Garments that are 30 years or older have fabrics that become soft and delicate due to usage, which makes taking good proper wash care with utmost importance. General Wash Care such as the use of lukewarm to cold water, hand washing them, and using OxiClean or colored bleach to remove the stains from the clothes. We recommend alternative and organic remedies pre-wash such as using a mixture of apple cider vinegar, baking soda, detergent, and water for cleaning tough stains.
After washing, we usually avoid as much as possible stretching or distorting the fabrics of the garments so we sometimes use a dry towel and let them dry laying down under the sun, or in terms of washing denim, we roll the towel. We recommend lightly drying without wringing out before hanging the clothing to avoid stretching.
Wash them. You just have to check the material of the shirt. Not all vintage shirts are safe to machine-wash. Check how thin the fabrics are, remember that these garments were used and may have been stored a long time in dressers and may have altered the strength of their fabric. So our recommendation for washing these garments, hand wash. or for really fragile shirts, soaking it with a little bit of detergent should be enough to clean it, or sanitize it to be worn. Unless the shirt you have is fragile or brittle and you don’t have any intentions of wearing it, just leave it as is.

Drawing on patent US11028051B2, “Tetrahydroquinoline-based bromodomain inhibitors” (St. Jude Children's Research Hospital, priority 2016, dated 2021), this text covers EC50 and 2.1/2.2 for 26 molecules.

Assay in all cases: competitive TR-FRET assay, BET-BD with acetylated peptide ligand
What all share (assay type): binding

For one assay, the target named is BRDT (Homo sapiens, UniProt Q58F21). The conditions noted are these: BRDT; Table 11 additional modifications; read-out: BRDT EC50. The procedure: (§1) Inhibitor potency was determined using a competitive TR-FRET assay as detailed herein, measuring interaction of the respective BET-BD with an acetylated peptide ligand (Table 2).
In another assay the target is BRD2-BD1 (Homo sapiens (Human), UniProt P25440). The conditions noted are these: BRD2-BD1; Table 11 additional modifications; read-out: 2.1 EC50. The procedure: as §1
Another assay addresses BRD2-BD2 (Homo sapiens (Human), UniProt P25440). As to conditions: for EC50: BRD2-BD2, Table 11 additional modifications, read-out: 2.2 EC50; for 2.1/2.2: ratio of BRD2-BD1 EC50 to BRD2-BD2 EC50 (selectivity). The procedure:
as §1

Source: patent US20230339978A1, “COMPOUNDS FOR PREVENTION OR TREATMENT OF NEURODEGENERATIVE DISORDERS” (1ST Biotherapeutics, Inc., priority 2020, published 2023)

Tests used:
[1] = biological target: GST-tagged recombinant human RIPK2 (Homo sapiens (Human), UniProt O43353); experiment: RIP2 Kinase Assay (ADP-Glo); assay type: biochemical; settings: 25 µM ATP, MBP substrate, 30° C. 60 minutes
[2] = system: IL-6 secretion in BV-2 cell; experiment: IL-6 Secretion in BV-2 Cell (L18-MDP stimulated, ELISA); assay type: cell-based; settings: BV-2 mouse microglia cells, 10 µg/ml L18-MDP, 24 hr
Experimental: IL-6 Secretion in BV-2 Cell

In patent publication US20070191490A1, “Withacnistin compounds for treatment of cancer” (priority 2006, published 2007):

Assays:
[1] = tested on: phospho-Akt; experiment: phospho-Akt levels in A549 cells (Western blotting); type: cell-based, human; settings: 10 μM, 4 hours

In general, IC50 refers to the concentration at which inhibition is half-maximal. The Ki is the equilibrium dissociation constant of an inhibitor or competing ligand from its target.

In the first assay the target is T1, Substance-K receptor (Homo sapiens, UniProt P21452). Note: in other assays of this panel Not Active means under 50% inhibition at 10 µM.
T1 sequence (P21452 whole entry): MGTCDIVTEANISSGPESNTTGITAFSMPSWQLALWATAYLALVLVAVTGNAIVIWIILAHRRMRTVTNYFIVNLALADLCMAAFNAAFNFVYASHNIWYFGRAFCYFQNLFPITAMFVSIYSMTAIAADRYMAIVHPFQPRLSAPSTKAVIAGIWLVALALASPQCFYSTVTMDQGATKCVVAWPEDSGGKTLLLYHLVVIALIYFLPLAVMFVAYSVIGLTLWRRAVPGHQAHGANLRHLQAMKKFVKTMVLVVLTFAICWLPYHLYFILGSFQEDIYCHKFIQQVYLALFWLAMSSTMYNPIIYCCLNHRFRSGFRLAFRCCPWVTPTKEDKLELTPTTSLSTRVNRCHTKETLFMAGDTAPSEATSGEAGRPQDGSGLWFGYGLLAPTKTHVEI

Though some are safe to be washed by machine or some are hand washed. Our recommendation for drying is to just wring it gently and air dry it. Gently wringing the shirt before hanging it dry ensures the weight of the water does not pull the shirt down and change its shape.
Using a spin dryer may stretch the shirt so much that necklines and shoulder width may change, as it may cause some shirts to shrink. Use at your own risk.
Folding or Hanging?
Photo caption: So, are you a folder or a hanger?
On the topic of hanging or folding your clothes to store. A rule of thumb I follow is if it’s an item for sale or a frequent rotation piece it should be fine to hang it but otherwise keep it folded. Hanging tops for a long time, especially for shirts had a chance of loosening the collar which some don’t want.